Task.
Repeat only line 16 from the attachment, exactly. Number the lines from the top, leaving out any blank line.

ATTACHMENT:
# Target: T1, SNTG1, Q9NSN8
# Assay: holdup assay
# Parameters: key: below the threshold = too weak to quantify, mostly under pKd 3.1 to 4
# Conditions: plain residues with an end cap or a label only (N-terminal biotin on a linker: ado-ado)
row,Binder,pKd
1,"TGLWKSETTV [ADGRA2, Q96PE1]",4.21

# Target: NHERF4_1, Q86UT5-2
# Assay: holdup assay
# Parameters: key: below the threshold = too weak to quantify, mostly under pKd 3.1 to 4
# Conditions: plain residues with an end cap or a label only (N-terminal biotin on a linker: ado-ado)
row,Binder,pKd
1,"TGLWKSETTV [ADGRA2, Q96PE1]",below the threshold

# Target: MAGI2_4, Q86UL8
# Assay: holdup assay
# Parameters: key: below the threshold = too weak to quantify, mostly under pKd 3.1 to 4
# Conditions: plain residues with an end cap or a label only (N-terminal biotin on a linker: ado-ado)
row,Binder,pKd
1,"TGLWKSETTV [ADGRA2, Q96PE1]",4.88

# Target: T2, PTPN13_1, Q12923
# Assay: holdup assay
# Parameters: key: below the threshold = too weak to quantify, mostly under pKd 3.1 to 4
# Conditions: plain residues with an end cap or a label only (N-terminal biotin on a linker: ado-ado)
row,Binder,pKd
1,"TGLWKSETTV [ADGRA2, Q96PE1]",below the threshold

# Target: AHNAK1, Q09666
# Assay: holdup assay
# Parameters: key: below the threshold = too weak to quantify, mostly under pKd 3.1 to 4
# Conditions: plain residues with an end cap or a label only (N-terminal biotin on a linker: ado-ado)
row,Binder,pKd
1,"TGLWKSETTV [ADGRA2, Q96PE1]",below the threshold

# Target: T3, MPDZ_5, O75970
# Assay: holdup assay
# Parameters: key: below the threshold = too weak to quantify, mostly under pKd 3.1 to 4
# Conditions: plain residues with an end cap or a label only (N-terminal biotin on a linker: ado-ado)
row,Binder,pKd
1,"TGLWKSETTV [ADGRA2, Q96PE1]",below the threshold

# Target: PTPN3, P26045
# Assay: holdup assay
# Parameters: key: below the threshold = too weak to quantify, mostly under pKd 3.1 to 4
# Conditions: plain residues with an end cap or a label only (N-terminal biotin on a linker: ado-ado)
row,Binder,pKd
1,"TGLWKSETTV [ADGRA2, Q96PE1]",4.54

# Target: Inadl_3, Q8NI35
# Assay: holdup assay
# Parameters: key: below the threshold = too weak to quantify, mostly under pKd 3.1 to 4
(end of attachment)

# Conditions: plain residues with an end cap or a label only (N-terminal biotin on a linker: ado-ado)